Tuesday, January 08, 2013

The books I didn't finish in 2012

I discovered this morning that I'd read - and finished - 57 books in 2012.  That was a surprise...I thought it was only around forty.  But on top of this were the books I started and didn't finish.  There were probably a lot of these, but the ones I made quite a deal of headway with before abandoning them are the following:


Moby Dick again.  Enjoyed a good deal of what I read, but got bogged down when Melville started using the pseudo-Shakespearian style, and then listing all the information about whales that he could find.  Ahab seemed a false character too, which didn't help.  (I actually got further with this book the first time I tried to read it.)

Started Lilith (by George MacDonald) but didn't get far into it: very obscure as to what it’s saying amidst the fantasy.

Read about half of If on a Winter’s Night a Traveller by Italo Calvino.  Interesting, but it seems almost like a collection of short stories strung together with a separate narrative, and not really going anywhere much.  It was one of those books someone raved over somewhere. 

Read a chunk of a biography called Kiri (te Kanawa) – only read the bits that related to London Opera Centre, and some of what followed.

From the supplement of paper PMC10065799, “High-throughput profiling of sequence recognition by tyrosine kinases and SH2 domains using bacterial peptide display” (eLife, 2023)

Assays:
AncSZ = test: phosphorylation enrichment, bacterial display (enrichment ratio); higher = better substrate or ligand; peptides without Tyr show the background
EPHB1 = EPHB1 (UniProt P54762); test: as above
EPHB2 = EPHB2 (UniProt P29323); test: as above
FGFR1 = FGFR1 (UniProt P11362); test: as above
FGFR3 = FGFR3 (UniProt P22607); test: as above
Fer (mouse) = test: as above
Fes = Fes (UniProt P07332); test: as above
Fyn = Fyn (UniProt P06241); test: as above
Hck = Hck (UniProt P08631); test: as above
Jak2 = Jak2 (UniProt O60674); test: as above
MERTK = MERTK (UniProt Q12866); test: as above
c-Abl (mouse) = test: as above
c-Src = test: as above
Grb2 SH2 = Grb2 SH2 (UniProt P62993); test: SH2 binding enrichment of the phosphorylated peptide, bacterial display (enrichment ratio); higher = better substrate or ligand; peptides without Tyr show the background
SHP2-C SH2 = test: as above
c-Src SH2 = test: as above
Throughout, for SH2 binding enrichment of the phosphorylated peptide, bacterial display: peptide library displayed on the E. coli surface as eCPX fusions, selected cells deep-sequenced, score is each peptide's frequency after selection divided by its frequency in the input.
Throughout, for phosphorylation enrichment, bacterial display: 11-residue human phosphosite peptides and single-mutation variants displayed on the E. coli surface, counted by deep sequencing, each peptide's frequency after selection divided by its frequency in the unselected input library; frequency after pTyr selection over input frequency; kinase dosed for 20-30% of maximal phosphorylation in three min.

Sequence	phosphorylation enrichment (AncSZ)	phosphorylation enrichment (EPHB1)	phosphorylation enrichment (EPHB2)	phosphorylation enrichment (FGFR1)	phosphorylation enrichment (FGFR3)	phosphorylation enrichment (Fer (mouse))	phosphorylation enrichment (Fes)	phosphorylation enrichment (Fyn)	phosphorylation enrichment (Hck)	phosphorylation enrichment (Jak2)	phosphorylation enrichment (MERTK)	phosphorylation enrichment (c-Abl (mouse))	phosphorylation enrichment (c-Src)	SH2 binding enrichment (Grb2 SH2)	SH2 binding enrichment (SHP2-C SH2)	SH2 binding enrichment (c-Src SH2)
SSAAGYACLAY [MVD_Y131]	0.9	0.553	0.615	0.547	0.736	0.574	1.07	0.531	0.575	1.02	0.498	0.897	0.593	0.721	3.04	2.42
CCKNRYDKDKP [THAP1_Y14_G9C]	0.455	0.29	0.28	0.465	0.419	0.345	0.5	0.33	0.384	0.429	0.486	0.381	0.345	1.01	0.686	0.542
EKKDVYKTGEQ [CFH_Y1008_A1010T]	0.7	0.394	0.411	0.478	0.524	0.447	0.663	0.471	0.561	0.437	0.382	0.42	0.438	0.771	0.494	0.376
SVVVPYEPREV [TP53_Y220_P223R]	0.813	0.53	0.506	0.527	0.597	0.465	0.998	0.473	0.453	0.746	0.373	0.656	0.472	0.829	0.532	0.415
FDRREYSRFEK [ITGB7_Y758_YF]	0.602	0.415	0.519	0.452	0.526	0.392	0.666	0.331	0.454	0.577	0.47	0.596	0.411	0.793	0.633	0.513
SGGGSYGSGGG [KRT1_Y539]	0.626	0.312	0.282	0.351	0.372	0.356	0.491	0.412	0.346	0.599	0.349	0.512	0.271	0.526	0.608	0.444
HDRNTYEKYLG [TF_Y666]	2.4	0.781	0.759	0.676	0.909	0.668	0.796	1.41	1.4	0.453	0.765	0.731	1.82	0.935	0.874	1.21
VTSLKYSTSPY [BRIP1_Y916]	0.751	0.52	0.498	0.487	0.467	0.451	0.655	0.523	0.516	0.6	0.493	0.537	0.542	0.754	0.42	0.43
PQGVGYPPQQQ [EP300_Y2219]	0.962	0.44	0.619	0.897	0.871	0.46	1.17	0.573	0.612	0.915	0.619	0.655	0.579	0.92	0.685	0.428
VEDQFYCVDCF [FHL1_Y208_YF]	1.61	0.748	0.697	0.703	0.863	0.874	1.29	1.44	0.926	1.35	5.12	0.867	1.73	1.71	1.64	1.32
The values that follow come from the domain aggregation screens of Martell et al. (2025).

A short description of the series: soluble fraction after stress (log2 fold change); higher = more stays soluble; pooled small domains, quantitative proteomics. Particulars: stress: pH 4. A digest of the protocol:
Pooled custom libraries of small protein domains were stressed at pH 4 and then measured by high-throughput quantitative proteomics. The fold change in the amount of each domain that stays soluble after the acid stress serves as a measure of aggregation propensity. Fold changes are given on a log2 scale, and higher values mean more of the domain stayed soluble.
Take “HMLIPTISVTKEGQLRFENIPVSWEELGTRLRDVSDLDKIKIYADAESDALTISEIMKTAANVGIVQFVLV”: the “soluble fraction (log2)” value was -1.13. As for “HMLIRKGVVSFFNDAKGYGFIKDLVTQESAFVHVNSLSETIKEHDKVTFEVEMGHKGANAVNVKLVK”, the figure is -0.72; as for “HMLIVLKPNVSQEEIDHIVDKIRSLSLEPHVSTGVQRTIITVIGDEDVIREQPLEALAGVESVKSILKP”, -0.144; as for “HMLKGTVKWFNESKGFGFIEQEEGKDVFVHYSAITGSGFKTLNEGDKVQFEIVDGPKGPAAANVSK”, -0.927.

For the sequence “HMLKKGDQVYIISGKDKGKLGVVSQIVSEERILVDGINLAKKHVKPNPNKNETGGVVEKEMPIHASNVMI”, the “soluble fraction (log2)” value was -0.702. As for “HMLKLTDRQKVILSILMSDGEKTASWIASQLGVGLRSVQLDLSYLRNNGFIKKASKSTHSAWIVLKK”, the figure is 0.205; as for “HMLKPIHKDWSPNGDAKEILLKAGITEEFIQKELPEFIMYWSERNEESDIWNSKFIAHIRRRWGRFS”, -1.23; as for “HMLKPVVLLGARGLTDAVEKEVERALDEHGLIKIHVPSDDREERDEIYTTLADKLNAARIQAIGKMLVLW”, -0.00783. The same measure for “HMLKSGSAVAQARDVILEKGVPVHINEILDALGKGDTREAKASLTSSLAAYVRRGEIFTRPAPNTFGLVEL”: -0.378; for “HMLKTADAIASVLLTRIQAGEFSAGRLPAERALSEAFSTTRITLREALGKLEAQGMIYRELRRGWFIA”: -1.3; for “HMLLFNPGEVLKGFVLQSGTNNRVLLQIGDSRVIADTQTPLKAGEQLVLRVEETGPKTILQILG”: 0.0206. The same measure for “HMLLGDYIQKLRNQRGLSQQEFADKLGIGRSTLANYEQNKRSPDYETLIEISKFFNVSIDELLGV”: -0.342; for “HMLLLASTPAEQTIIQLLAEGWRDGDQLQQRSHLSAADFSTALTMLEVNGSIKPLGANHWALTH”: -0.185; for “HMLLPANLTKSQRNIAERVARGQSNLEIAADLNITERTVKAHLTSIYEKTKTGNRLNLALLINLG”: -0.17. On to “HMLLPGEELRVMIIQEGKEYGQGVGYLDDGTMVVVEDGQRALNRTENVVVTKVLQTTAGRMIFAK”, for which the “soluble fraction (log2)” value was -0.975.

Began Little Dorrit and got quite a way through, but bogged down a bit; it’s very slow, and the characters aren’t as great as in many of Dickens’ other books.  Thought I might finish it, but it's not calling out very loudly to me. 

Read around half of Frank Baum, Creator of Oz by Katherine M Rogers.  Interesting and detailed, but for some reason it didn't grab me enough to finish it.

Read about half of Funeral in Berlin, by Len Deighton.  Good, but it all seemed a bit dated, somehow, and not enticing enough to keep on reading when I’ve got plenty of other books on my plate.

Read about half of  The Final Act of Mr Shakespeare by Robert Winder.  An attempt to write about Shakespeare and his crew coming together to write the last, missing, historical play, but the writing isn’t strong enough, and it’s all a bit overdone, and longwinded. Sorry, Mr Winder. 


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